The Bill is expected to begin its Committee stage (where it’s scrutinised in detail, line by line) in early November. While we can’t predict what the finished Bill will look like before it’s passed into law, we hope that the Government will listen to the strong concerns that have been expressed, recognise the plight of victims and ensure that the public have greater protections against this most pernicious of financial crimes.

Read more

Read the report, Protecting people’s pensions: understanding and preventing pension scams.

The Pension Schemes Bill – the story so far

Big pieces of legislation that radically alter how pensions operate don’t happen very often. In fact, the last major change was the Pension Schemes Act 2017, which brought in master trust regulation. The Pension Schemes Bill is about to make its way through the House of Commons, following its progression through the House of Lords with some surprising defeats for the Government.  More on that shortly…

The Pension Schemes Bill

The Bill lays the groundwork for the creation of the pension dashboards as an online portal that will allow people to see details of all their pension entitlements in one place. The portal is intended to support a public, non-commercial dashboard run by the Money and Pensions Service (MaPS) and commercial dashboards run by individual pension providers.

Many people have more than one pension pot. The DWP estimates that people will have an average of 11 jobs in their lifetime with possibly a pension pot for each. People will ask, “what have I got and where is it?” and dashboards will give them that window on their savings.  As Baroness Jeannie Drake commented, “Technology should be harnessed for the public good, empowering and informing citizens. The dashboard has that potential by reuniting the consumer with all their savings pots, including smaller ones that they may have lost track of.”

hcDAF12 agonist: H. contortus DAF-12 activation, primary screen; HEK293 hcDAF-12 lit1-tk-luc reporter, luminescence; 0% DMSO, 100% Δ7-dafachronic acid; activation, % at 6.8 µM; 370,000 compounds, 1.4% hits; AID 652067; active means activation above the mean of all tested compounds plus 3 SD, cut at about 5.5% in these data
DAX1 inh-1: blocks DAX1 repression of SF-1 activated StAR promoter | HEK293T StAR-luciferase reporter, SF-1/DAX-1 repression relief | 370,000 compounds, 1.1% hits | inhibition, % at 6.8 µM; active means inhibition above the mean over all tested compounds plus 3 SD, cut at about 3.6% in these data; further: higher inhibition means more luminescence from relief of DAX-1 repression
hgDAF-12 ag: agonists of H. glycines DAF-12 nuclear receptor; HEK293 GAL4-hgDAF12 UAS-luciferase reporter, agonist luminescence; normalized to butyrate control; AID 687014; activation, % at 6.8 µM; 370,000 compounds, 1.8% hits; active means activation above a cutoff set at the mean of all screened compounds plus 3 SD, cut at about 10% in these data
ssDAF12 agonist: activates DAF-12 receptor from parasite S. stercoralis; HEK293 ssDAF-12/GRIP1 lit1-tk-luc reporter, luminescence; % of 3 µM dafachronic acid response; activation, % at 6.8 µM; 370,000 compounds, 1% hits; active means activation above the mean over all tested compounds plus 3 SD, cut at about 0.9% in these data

Our policy ‘asks’

Since the Bill was re-introduced in January (following the pause for the general election), we’ve been setting out what we’d like to see with members of the Commons and Lords and in behind-the-scenes meetings with civil servants. These policy ‘asks’, as we call them, fell into two categories:

  1. The provision of a public (non-commercial) dashboard run by MaPS first, gaining consumer trust, before commercial dashboards are introduced; and
  2. Reassurance that commercial dashboards can’t be used as a sales channel, without protecting consumers from mis-selling and other risks so often associated with pensions.

The Government suffers two defeats

Although the Bill had wide cross-party support, a number of peers (members of the House of Lords) shared our concerns about consumer protection. The Government introduced a clause requiring MaPS to provide a public pensions dashboard service, which was welcomed by all parties, but two surprising defeats lay ahead for them.

Firstly, the Government was defeated on an amendment tabled by Baroness Jeannie Drake that ensures that commercial dashboards cannot enter the market until the MaPS dashboard has been up and running for at least one year.  As Baroness Altmann commented, “This will allow consumers to become used to the concept of dashboards, find their way around their pensions and have some guidance as to their possible options for the future. With the rise in numbers of people who may be tempted to cash in their pensions, or buy other financial products that might not be right for them, it is more important than ever to ensure their pension funds are better safeguarded.”

The Government was also defeated on an amendment that ensures any private commercially-run dashboards should not be allowed to carry out transactions without Parliament approving new regulations setting out how this should work.  Peers on all sides of the House were concerned that a privately-run dashboard that was ‘transactional’ could pave the way for transfers that may not be in people’s best interests, or enable the selling of inappropriate financial products.

What’s next?

The Bill will be introduced into the Commons on 7 October. We’ll be watching closely to see whether the Government chooses to retain this newly-won consumer protection or whether it uses its large majority to overturn it. We’ll keep you posted.

Read more

You can explore our briefing papers and consultation responses in the policy section of our media centre.